The simmering property disputes between the Catholic Church and the Vietnamese government were again aggravated on Sunday when a Hanoi official accused the Archbishop of Hanoi of inciting riots, making false allegations against the government, ridiculing the law, and disrespecting the nation.
Meanwhile late Sunday night, a street gang made a second attack upon a chapel at Thai Ha Church with no interference from nearby police. In what one priest called a “sort of terrorism” against the Catholic faithful, the gang ransacked the building, destroying statues and books while shouting threats against the lives of clergy and religious, Catholic faithful, and the Archbishop of Hanoi.
On Sunday evening state media reported a statement by Nguyen The Thao, the chairman of People’s Committee of Hanoi City. Father J.B. An Dang told CNA that the chairman criticized Archbishop of Hanoi Joseph Ngo Quang Kiet, accusing the prelate’s Friday letter to the Vietnamese president and prime minister of conveying “distortional information.”
The chairman charged that the letter contained language “challenging the state,” specifically quoting the archbishop’s words “We have our rights to use all of our capabilities to protect our property.”
The property dispute concerns church land confiscated by the Vietnamese government decades ago, including the former papal nunciature and the lands surrounding the Redemptorists’ Thai Ha Church.
Chairman Thao accused the archbishop of treason for “smearing the state” and reported that the archbishop’s actions have “angered people of the capital.”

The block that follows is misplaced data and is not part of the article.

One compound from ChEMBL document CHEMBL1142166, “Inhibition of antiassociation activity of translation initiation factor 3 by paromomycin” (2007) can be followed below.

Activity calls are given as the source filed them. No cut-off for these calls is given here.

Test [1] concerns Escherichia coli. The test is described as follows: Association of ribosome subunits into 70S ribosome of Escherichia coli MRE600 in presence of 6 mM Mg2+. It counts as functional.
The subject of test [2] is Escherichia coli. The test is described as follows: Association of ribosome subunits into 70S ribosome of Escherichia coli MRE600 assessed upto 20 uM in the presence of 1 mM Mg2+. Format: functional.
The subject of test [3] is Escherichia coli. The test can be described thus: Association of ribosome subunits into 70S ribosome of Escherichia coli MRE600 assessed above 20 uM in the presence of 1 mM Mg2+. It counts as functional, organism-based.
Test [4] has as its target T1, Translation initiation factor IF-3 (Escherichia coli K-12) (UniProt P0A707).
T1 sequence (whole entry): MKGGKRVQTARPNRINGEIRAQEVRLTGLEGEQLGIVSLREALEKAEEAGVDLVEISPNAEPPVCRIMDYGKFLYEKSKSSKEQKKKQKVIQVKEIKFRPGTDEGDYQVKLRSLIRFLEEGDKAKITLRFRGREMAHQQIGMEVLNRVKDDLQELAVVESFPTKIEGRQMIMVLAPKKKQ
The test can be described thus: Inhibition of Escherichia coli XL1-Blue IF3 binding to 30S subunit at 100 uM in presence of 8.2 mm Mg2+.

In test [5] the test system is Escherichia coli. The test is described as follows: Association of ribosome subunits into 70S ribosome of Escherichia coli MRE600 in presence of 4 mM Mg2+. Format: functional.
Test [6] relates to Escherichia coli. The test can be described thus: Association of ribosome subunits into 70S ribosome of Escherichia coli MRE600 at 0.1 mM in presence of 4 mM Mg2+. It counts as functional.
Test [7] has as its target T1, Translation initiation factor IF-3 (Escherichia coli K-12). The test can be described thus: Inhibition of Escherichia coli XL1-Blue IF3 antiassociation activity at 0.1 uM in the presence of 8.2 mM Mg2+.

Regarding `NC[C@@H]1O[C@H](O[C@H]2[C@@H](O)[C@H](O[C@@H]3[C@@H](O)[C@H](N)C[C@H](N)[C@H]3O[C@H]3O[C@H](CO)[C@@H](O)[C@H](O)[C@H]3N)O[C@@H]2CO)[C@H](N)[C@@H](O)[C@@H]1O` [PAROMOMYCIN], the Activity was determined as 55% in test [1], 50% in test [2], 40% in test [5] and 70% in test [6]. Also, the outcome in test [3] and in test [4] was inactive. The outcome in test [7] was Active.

“These behaviors of offending the law and going against the benefits of state and nation must be punished severely in order to defend our regime, to protect the rights and legitimate benefits of the state and citizens,” the chairman continued.
On Sunday morning thousands of Catholics demonstrated in Hanoi, following a protest of more than 5,000 people the previous evening. The protests were renewed in response to the government’s decision to begin demolishing the former papal nunciature, claiming the land would be used for a library and a park.
The Sunday protest was the largest since the Communist takeover in 1954.
Bishop Joseph Dang Duc Ngan of the Diocese of Lang Son and hundreds of priests led a march of more than ten thousand through the city to the nunciature where they set up an altar and statue of Our Lady in the street, according to Fr. An Dang.
The former papal nunciature site has been surrounded by rolls of barbed wire and a police cordon with dogs. Within the cordon, workers were pulling down the building. Outside the cordon, protestors sang and prayed.
On Friday the Associated Press Hanoi Bureau Chief Ben Stocking was detained by police while covering the demonstrations at the site. He left police custody with a gash in his head requiring four stitches, charging that police had choked, punched and bashed him with his own camera, the Associated Press reports.
A Vietnamese foreign ministry statement denied the reporter had been beaten while in police custody and tried to justify his detention.